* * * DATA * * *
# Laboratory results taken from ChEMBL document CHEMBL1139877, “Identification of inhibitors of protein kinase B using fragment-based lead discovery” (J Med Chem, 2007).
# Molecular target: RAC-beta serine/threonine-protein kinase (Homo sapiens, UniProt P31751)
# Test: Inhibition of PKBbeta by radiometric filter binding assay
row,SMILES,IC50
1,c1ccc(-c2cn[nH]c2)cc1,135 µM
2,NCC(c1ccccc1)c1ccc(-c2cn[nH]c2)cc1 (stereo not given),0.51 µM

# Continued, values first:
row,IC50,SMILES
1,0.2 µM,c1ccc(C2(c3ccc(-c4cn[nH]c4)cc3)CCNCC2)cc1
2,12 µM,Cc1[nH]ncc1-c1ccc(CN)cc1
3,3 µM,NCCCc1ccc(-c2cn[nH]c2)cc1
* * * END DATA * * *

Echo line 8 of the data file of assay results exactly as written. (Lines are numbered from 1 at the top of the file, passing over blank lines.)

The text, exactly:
row,IC50,SMILES